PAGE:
oul Kjaerholm (1929-1980) is the creator of the famous PK22 chair, that elegant minimal structure of steel and leather which we see so often in all those beautiful interiors circulating on the net. This chair, created in 1956, was the big breakthrough for Kjaerholm. Its design won the Grand Prix at the Milan Triennale in 1957 which brought him instant fame. But there is so much more to Kjaerholm’s work.
Born in Øster Vrå, Denmark in 1929, he was a trained carpenter and cabinet maker. In 1948 he continued his studies at the Danish School of Arts and Crafts in Kopenhagen where he studied under the famous Hans Wegner ( known for the Wishbone Chair amongst others). Kjaerholm graduated in 1952 and subsequently stayed on as a teacher for the next 4 years. In 1953 he married Hanne Hjørring, one of the first female leading architects of her time in Denmark.
Whilst teaching, Kjaerholm also started to make his first designs. Steel was his favourite material. To him this machine-made material had the same qualities as natural materials such as wood, leather, cane, rattan or marble. He loved the refraction of light bouncing off the shiny steel, which he considered an important part of his artistic work. The contradiction of these combined materials gave his furniture pieces a huge WOW factor, a contrast between modernity and age-old craft not seen before.
Based on the Danish tradition where craftsman-like integrity and love of the material take centre stage, each piece of Kjaerholm’s furniture has a genuine feeling of exclusivity. They were crafted with the intention of being functional and unobtrusive. There is perfection and precision whilst giving the impression of being effortless. The clean lines of Kjaerholms furniture are both meticulous and intelligent, lacking any unnecessary ornamentation. Their form has a modern, minimal aesthetic which is timeless and enduring, but which was certainly “new” at the time of creation.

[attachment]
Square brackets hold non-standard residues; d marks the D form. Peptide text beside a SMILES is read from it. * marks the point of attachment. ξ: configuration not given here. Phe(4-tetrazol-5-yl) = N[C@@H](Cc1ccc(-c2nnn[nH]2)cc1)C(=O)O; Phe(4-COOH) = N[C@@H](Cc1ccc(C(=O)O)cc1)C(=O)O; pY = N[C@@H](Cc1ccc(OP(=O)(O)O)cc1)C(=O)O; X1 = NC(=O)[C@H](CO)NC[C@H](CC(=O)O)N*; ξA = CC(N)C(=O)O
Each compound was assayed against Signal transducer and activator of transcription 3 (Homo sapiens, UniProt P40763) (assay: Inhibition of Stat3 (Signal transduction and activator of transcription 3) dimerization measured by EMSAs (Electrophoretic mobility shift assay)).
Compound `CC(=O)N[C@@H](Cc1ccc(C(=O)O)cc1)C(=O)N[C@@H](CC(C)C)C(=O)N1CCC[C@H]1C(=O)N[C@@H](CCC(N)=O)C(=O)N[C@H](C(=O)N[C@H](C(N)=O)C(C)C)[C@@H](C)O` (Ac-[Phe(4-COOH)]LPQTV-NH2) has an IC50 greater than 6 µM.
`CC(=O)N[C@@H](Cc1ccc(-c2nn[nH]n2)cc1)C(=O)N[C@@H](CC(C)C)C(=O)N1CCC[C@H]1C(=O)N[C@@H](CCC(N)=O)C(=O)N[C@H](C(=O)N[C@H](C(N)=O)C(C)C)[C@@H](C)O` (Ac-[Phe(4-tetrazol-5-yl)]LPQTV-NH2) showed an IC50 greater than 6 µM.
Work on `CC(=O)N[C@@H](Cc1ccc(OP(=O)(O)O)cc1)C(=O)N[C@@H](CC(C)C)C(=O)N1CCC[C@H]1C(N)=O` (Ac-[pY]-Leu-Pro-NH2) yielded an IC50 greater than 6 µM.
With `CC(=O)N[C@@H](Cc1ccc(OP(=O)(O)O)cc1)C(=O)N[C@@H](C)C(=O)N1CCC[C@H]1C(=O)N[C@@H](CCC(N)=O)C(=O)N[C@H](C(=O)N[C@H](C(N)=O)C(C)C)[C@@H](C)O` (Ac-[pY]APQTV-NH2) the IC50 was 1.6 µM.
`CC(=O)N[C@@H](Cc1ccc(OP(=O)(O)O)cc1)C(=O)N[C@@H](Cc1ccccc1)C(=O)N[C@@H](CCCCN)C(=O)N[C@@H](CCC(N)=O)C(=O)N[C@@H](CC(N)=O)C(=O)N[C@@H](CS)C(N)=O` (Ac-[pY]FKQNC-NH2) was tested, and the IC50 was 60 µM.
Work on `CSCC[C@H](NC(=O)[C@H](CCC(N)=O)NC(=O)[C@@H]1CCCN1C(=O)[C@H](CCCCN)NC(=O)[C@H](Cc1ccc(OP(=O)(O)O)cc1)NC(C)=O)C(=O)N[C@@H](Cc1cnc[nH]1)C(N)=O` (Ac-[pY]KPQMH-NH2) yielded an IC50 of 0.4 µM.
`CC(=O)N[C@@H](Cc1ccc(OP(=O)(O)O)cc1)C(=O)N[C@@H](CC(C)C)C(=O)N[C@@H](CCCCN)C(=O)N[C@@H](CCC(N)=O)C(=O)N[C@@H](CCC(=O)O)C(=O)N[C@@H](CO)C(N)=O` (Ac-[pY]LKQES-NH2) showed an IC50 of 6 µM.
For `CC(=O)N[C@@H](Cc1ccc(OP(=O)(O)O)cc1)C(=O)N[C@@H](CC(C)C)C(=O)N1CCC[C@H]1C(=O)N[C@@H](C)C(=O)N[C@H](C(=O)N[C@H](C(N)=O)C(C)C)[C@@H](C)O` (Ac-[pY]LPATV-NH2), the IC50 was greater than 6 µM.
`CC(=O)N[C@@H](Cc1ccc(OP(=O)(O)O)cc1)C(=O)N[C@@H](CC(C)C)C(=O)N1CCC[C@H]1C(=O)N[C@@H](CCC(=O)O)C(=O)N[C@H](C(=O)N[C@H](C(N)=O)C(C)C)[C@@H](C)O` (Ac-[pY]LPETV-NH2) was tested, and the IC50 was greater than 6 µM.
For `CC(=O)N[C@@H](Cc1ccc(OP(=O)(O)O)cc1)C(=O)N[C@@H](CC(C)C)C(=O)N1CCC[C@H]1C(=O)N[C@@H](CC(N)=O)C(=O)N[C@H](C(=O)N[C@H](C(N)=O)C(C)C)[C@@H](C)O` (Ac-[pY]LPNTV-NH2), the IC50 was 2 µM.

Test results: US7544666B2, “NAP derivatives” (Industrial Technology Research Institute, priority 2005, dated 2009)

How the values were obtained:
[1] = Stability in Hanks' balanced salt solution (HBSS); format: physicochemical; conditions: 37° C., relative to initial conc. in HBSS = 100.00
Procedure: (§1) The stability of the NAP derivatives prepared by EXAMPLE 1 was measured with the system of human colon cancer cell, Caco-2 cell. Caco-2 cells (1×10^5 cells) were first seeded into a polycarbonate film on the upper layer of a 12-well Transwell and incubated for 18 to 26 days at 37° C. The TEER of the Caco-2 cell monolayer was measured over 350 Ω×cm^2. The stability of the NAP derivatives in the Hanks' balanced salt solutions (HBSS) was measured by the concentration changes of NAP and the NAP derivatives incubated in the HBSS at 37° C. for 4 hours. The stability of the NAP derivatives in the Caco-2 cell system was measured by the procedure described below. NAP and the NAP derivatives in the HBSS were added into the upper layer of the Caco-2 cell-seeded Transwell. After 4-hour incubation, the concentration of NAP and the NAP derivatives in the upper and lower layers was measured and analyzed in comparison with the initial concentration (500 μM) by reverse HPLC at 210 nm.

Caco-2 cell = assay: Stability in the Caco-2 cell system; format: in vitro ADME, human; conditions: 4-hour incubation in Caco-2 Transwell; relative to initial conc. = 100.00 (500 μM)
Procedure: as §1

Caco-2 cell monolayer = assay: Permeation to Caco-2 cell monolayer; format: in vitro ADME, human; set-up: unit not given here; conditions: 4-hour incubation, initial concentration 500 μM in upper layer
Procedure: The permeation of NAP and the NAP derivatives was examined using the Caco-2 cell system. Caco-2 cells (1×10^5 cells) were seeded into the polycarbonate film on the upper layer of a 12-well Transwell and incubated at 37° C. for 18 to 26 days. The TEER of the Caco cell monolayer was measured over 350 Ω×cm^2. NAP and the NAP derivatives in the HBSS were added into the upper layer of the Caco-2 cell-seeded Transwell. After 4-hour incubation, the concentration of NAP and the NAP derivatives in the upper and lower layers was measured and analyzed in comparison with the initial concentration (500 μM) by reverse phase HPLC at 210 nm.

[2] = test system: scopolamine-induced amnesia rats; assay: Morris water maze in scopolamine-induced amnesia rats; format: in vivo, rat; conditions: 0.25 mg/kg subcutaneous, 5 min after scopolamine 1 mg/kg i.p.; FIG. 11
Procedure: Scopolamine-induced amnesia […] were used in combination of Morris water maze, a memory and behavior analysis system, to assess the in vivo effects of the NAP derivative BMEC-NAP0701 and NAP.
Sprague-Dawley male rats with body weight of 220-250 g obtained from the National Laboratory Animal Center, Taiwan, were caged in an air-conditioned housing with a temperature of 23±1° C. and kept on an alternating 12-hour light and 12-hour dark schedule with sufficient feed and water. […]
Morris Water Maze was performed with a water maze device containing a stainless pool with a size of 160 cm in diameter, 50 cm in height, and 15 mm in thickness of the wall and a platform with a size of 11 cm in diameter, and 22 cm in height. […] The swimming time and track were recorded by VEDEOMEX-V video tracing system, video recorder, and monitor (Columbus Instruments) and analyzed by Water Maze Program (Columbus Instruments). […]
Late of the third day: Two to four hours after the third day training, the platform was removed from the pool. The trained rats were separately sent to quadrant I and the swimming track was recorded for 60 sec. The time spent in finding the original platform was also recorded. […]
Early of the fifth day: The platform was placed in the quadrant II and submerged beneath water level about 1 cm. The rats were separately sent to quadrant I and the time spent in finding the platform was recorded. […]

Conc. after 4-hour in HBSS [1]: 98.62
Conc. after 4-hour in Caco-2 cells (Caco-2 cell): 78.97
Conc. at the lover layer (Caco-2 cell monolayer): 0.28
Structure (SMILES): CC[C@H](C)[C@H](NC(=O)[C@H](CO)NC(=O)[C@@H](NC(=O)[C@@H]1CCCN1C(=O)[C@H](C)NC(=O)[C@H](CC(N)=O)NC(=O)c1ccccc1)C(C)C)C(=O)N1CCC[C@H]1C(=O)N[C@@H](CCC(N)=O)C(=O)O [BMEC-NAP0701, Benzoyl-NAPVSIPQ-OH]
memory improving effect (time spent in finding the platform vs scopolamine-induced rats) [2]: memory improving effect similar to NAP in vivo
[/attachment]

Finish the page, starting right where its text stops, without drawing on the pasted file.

Fortunately, Poul Kjaerholm’s good friend Ejvind Kold Christensen, a Danish entrepreneur and furniture-manufacturer had a deep understanding of Kjaerholm’s intentions. The two struck up a close collaboration, and Christensen produced all of Kjaerholms designs up until his, too early, death in 1980. Items from this period are much sought-after collector pieces today which sell at incredible prices. Since 1982 a wide selection of Kjaerholm’s work is produced by The Republic of Fritz Hansen at more affordable prices.
As you can see from the small impression below, Kjaerholm’s designs fit within any style, be it Mid Century, Rustic, Country Classic, Ethnic, Sophisticated Chic etc.
If you enjoy reading my blog, please consider giving my Facebook page a “like“
YOU MAY ALSO LIKE:
- he history of the famous Thonet chairs, begins with Michael Thonet, pronounced "Toe-net" (instead of "Tho-nay"). He was the founder of a building- and furniture workshop in Boppard, Germany in 1819. His unique success story began with the transition of manual furniture production to industrial production. From the 1830's, Thonet…